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Why GoPro's Stock Buybacks Failed Spectacularly


When done well, buyback programs can increase a company's earnings per share, which oftentimes translates into a higher share price. When done badly, however, they can rob a company of capital that could otherwise be invested back into the business.

In this segment from the Industry Focus: Tech podcast, Dylan Lewis and Sean O'Reilly use GoPro as a cautionary tale of how a company should not launch a buyback program. Listen in to find out why GoPro's recently announced repurchase initiative was a bad idea, and how badly the company has performed since unveiling it.

A full transcript follows the video.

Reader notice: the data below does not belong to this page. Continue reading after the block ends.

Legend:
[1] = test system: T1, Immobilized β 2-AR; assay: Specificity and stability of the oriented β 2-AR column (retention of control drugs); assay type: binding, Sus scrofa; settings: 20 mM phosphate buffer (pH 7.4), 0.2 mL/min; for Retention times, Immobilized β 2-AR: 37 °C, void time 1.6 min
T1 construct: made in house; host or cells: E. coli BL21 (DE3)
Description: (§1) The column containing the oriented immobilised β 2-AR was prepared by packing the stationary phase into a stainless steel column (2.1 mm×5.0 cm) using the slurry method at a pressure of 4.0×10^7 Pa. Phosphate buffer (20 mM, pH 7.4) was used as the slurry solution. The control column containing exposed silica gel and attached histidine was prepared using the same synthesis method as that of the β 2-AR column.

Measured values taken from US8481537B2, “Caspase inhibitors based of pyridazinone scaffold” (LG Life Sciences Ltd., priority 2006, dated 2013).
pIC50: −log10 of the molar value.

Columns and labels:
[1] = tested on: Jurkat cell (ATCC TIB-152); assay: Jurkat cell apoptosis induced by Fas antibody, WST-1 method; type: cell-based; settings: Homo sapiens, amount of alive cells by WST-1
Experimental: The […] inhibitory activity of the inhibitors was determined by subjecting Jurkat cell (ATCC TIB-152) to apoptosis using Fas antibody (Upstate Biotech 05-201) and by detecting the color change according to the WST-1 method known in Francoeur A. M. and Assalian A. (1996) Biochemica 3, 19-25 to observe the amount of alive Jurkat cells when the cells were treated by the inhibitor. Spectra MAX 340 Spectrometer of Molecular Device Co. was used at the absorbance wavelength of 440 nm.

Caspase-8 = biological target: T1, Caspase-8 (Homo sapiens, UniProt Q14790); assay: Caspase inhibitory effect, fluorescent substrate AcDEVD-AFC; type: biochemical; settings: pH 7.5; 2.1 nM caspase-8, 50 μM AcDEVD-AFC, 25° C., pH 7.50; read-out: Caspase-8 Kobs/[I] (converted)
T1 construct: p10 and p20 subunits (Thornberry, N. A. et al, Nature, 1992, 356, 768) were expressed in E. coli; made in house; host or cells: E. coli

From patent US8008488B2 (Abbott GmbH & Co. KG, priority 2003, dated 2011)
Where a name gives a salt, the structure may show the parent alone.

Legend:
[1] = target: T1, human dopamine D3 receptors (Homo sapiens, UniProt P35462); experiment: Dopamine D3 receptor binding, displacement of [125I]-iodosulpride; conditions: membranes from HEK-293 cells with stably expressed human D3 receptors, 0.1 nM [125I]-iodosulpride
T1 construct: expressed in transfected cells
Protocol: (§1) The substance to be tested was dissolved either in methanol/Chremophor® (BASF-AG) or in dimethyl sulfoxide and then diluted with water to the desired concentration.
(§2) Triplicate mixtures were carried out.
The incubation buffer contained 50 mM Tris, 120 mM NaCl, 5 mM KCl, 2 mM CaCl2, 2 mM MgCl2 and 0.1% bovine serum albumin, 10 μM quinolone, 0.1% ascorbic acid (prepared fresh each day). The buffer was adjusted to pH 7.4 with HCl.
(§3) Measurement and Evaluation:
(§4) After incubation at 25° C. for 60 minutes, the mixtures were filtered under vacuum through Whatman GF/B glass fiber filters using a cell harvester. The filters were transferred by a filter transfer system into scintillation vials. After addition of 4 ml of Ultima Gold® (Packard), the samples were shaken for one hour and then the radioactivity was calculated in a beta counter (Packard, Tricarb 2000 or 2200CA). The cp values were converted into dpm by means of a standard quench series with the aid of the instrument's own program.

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This podcast was recorded on April 15, 2016.

Dylan Lewis: I'm taking the company that did not do such a great job. I'm going to talk about GoPro. So, based on profiling, like we talked about in the first half of the show --

Sean O'Reilly: Why are you hating on GoPro, Dylan?

Lewis: I mean, I'm an Ambarella shareholder, so I want to see GoPro do well. But, based on what we talked about in the first half of the show, by all indications, GoPro is in that growth phase, and they should be fueling R&D.

O'Reilly: They just went public.

Lewis: Yeah, within the last two years.

O'Reilly: They do not have a dominant market position, they are not minting cash flow.

Lewis: Yeah. They're in a nascent consumer tech market. But, in the fiscal Q3 call last October, they announced, "Our board of directors has recently approved a stock repurchase plan of up...